It’s been a while………but here’s a link to a guest blog I’ve done for Pauley Creative on my thoughts on BIM ……..
Posts Tagged 'SMM7'
Tags: Bills of Quantities, BIM, business, construction, contractors quantity surveyor, Contractual Issues, derek mynott, Economy, Main Contractors, marketing, Quantity Surveyors, SMM7, tendering
Tags: Bills of Quantities, BIM, boq's, construction, contractors quantity surveyor, Contractual Issues, derek mynott, gf partnership, Main Contractors, measurement, Quantity Surveyors, RICS, SMM7, tendering, tenders
The WordPress.com stats helper monkeys prepared a 2011 annual report for this blog.
Here’s an excerpt:
A New York City subway train holds 1,200 people. This blog was viewed about 7,500 times in 2011. If it were a NYC subway train, it would take about 6 trips to carry that many people.
Tags: Bills of Quantities, BIM, boq's, construction, contractors quantity surveyor, Contractual Issues, derek mynott, Economy, g f partnership, gf partnership, gfp, government construction strategy, Main Contractors, Quantity Surveyors, RICS, SMM7, tender, tenders
I’ve bemoaned the design teams before about the apparent lack of sending out co-ordinated information on cd’s/dvd’s and remote ftp servers and saying here it is go and get what you need we’ve given you everything you want.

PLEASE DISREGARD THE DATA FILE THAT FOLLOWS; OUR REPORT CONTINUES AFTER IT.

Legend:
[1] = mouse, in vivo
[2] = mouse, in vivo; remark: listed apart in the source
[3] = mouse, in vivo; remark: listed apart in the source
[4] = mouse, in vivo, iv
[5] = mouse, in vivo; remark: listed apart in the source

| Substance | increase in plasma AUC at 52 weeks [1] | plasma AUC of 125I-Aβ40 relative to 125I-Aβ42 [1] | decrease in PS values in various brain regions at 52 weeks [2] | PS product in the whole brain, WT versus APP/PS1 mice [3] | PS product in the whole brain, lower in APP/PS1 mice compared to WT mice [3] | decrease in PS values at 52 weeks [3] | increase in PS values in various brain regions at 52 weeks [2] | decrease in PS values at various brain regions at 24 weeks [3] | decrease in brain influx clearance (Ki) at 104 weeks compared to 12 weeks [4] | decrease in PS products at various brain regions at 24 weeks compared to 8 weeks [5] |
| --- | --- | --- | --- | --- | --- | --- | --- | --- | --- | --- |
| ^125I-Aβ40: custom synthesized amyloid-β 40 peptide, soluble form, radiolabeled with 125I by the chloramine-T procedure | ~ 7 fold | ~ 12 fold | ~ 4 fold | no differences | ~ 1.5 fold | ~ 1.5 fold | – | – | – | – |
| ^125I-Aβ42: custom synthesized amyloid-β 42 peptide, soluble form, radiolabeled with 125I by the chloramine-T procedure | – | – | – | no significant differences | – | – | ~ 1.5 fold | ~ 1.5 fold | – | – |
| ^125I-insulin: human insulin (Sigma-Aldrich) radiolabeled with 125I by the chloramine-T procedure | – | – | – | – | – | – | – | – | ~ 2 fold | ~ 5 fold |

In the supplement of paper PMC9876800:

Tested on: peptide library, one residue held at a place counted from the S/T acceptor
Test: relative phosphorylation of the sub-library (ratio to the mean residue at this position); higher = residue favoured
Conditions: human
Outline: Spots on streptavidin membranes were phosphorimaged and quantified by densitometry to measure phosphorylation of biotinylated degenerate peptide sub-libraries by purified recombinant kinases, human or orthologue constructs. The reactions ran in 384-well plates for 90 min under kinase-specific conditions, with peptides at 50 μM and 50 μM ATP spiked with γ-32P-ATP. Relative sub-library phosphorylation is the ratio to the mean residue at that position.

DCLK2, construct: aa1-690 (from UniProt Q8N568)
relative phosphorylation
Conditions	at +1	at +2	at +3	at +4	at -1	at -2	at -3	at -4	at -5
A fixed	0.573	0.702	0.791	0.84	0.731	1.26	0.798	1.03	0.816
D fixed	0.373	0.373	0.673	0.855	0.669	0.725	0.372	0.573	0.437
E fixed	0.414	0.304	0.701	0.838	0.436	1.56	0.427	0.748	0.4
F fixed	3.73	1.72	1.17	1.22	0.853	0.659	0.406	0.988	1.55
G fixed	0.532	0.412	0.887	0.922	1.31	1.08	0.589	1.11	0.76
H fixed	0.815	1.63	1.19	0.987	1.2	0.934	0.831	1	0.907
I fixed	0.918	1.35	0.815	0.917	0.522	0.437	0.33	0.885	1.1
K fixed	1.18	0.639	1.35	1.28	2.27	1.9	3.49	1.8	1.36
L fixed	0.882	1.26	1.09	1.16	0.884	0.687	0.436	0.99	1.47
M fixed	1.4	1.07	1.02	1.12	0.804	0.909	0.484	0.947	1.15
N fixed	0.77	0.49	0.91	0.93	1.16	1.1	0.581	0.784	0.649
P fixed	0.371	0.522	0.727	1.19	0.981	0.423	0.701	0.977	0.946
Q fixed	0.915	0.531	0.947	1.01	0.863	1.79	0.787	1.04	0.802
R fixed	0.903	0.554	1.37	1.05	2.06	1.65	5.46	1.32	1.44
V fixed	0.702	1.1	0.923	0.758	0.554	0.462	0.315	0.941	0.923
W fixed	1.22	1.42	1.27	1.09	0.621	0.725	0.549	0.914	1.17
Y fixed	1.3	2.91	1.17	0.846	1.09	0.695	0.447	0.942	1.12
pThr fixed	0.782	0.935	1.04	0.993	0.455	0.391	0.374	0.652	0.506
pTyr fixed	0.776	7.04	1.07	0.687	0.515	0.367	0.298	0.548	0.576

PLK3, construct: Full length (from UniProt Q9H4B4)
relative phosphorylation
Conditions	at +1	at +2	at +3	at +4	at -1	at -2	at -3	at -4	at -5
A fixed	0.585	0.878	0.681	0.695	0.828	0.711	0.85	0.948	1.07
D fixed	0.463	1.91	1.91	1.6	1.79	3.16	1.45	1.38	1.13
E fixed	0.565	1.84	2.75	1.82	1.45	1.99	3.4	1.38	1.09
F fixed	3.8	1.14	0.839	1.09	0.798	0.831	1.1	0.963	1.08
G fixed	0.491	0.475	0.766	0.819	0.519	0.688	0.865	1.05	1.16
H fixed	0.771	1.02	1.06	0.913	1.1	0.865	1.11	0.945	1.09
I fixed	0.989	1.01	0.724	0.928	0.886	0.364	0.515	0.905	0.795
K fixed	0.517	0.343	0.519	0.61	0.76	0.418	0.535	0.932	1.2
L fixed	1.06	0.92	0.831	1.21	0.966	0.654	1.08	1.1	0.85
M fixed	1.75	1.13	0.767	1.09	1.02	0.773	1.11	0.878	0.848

These days though with the click of a few buttons we are being sent more and more information to wade through and less and less time to understand it. And it comes in such confusing layouts/styles/folders that sometimes you just don’t know where to begin.
I had a contractor call over to see me last week with another project to look at, and it made me stop and think about how we deal with things.
The scenario goes…. (insert the names of relevant folders or projects to suit your own story as you wish)
He hands me the cd of information, up pops the folder on screen and then the fun begins…..
What are we looking for?
Well some sort of guidance as to what we’ve got for a start would be good.
Where is that.
I don’t know have a look in that folder there marked folder 1